Hello everyone, I have to apologize for taking so long to post this big announcement. This is Andrew by the way. I’m guest writing on our blog while Sara recuperates, and it’s my fault that it took a month to get this announcement posted. Anyway, the big day that we have been anticipating and for which we have been preparing for 9+ months finally arrived on September 3 when Adam Benjamin Stamp was born! Mamma and baby are doing great and we are all very happy to welcome this sweet little baby into our family. Although he wasn’t technically due until September 5 we initially thought that Pico (his nickame, short for “piccolo” which means “small” in Italian) might come several weeks earlier and we were already starting to get ready for his arrival as early as the middle of August. Sara woke up one warm August morning and started panicking because we didn’t have any blankets for the baby. I thought she was overreacting and I told her that she needn’t worry, we had lots of time to get blankets for him. Mistake number 1: don’t argue with a nesting, pregnant woman. After she finished biting my head off we jumped into the car and set out in search of blankets for this poor little baby who was destined to come into the world all cold and unloved. Thankfully Mothercare always keeps a good number of baby blankets in stock, and soon the little moses basket in our room was made up nicely and waiting for baby’s not-yet imminent arrival. As late as the end of August baby was still shifting around in the womb, trying to find a comfortable position. He put himself in and out of breech position more times than we cared to count. Sara could usually tell what position he was in at any given time by how easily she was able to go to the bathroom. A nice long wee usually meant he was bum down, where normal baby position was marked by short and frequent trips to the ladies room. Finally baby settled on a nice head down position, and by the last few days of August Sara was starting to feel contraction-like pains. Very (very!) early in the morning on the 2nd of September Sara woke me up and said the contractions were becoming much more regular and she thought maybe it might be time to head up to the hospital. Despite being mostly asleep still I was very excited! I dressed quickly and went to look for the hospital bag that Sara had packed the week before. We woke the girls, told them where we were going and that we’d call them when the magical moment happened, and then headed out to the hospital. I have to admit at this point that it was only by the grace of God that Sara didn’t have to drive herself to the maternity ward that day. Our car here has manual transmission, something I had never really learned how to drive properly since most cars in the U.S. are automatic. When Sara’s father came to visit the previous week he insisted on taking me out to practice driving the car, something I resisted as tersely as I could. But despite my best efforts to avoid it, after a short time he had me driving our car fairly well. So by the time that we were ready to go up to the hospital, I was able to use the manual transmission well enough to drive up there. We spent several hours in that cold, lonely delivery room with Sara hooked up to a fetal monitor and doing her best to keep her spirits up. By around 5:00 am, however, the midwife informed us that Sara was only 2cm dilated and that the contractions just weren’t regular enough for delivery to be imminent, so she sent us home. That was a bit disheartening for both of us, as we were so sure that baby was finally on his way, so Sara decided that evening that she was going to walk baby out. We started out on foot and traversed almost the whole of East Finchley. We walked until she could walk no more. Sure enough, very very early that next morning I was awaken by Sara in a frenzy of pain and contractions. She said she needed pain killers right away, and we had to go to the hospital and get them for her whether baby was ready to come out or not. I called up the maternity ward again to tell them we were on our way, but the midwife informed me that they were full and had closed the unit to any newcomers. I wasn’t quite sure what to do at this point, as Sara didn’t look like someone who could wait for much longer. The midwife was very helpful, however, and she found us an opening at another hospital that was a bit farther away. I had never been to that other hospital before, so at 2:30 in the morning I was driving around North London with Sara screaming in pain in the seat next to me and I trying to understand the Google Map I had pulled up on my phone. Luckily Sara had been up to that same hospital just a week before to take a friend of hers there for an appointment, so between contractions she helped me figure out which roads to take. At this point Sara was in so much pain she could barely stand up. She literally crawled into the delivery room, and when the midwife came in to examine her she found her huddled in a ball on the floor. The midwife (who wasn’t known for her bedside manner) told Sara to get up on the table/bed thing so she could examine her. Sara told her that she couldn’t move until she got some pain killers, and the midwife told her that she couldn’t get any pain killers until she was examined. Somehow Sara managed to get up onto the bed, and after a rough but quick examination the midwife informed Sara that she was 7 cm dilated. After that she was given some gas and air (a mixture of oxygen and nitrous oxide) and her pain was dulled a bit. Unfortunately the gas and air also managed to knock her out completely, and for the rest of the delivery Sara resembled a person in a coma. She was physically there but her mind was somewhere else completely. She still kept at it, though, and soon she felt the need to start pushing. The midwife told her not to push because the baby was coming out too low (whatever that means), but when the instinct to push comes how do you ignore it? The doctor was called in and determined that Sara was fully dilated and ready to deliver. But then he told her that he would be back in an hour and would deliver the baby then. All throughout the morning Sara, still completely out of it, was telling the midwife that the baby wasn’t moving and to please deliver him via cesarian. She even had a few choice words for the midwife, which I won’t record here (this is a family blog after all, there are children present!). Despite the doctor saying it wasn’t time to deliver yet and the midwife saying not to push, Sara went on pushing. The midwife was frantic, afraid that Sara would tear something delicate, but she went on pushing. Then one big push and suddenly, in the midst of gushing amniotic fluid and blood, a blue and purple lump sloshed onto the bed. It was a baby! He was silent for a second, then he began to whimper and then to cry. We were all in shock. We always knew there was a baby inside that bump, but seeing there now, in the flesh and terribly vulnerable, made it suddenly very real. The midwife wrapped the baby in the blanket and handed him to Sara, who now seemed a bit more lucid. I was waiting to cut the umbilical cord, but somewhere in the flurry of delivery someone else must have done it. Oh well, I’ll get the next one.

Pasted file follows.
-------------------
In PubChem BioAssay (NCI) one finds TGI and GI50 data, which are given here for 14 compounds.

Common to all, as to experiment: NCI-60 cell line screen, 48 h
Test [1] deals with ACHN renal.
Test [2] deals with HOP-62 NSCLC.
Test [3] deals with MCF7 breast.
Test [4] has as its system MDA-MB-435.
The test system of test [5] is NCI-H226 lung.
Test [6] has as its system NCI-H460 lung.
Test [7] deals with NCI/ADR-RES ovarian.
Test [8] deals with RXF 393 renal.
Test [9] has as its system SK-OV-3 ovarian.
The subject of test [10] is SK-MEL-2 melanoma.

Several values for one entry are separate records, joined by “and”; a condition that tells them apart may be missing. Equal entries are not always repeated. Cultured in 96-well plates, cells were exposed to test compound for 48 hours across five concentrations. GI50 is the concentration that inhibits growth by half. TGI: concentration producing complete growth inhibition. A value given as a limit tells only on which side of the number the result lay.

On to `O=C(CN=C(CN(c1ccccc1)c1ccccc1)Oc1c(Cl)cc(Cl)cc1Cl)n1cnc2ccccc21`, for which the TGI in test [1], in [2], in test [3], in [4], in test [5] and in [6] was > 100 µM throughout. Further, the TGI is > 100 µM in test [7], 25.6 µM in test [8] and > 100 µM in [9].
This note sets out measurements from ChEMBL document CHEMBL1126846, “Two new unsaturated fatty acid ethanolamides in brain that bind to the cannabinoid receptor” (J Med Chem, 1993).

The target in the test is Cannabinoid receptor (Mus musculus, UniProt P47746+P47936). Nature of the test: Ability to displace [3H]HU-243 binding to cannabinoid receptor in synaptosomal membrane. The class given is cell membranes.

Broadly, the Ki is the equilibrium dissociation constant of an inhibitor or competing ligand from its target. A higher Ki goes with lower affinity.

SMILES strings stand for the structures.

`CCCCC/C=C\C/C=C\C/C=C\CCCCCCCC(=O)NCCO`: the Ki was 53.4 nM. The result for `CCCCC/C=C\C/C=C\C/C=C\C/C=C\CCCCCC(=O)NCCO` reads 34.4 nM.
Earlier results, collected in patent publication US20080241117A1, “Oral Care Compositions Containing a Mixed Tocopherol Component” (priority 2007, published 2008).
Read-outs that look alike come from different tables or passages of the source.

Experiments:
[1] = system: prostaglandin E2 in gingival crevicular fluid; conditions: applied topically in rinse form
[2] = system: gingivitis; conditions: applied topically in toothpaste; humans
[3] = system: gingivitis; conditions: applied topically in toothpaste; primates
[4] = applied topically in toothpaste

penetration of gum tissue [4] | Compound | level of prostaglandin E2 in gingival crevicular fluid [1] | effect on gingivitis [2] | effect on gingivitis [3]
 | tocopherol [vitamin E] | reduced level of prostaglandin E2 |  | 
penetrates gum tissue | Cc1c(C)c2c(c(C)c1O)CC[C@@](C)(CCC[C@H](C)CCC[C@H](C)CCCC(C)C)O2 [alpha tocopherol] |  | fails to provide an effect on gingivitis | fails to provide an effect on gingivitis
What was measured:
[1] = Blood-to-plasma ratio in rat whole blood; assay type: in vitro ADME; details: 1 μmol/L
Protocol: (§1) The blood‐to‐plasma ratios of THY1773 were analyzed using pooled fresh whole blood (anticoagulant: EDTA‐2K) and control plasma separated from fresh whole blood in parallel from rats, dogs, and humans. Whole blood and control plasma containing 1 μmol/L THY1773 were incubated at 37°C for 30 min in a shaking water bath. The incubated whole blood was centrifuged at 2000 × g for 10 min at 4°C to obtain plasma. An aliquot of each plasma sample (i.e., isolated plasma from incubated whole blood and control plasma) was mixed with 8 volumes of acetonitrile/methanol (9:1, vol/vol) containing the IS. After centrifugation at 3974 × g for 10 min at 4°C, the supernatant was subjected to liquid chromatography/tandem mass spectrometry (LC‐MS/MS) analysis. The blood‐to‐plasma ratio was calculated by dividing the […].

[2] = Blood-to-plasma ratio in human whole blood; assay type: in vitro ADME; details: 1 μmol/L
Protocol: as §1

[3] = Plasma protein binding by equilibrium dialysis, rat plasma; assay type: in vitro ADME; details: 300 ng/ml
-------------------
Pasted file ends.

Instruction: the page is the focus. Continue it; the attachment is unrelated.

possibly Adam's first picture